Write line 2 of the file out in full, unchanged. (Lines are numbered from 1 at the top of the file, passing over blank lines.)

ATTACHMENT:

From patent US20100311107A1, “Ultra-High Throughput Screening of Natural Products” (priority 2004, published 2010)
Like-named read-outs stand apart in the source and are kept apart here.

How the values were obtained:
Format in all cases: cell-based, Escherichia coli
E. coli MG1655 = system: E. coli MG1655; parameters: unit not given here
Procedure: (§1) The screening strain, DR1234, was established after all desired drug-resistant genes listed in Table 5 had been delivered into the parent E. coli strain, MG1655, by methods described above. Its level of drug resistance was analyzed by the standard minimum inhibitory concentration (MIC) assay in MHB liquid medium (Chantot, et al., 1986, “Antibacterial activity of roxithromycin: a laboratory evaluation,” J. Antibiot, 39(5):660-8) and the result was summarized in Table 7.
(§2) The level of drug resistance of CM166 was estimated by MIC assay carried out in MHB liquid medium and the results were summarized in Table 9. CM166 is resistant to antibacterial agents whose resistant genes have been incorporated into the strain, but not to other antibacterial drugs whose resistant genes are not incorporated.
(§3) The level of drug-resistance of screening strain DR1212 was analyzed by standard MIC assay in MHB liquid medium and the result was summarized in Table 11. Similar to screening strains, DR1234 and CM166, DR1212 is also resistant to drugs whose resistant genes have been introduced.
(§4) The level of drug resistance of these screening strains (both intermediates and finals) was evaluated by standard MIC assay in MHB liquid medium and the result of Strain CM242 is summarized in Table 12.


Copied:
Like-named read-outs stand apart in the source and are kept apart here.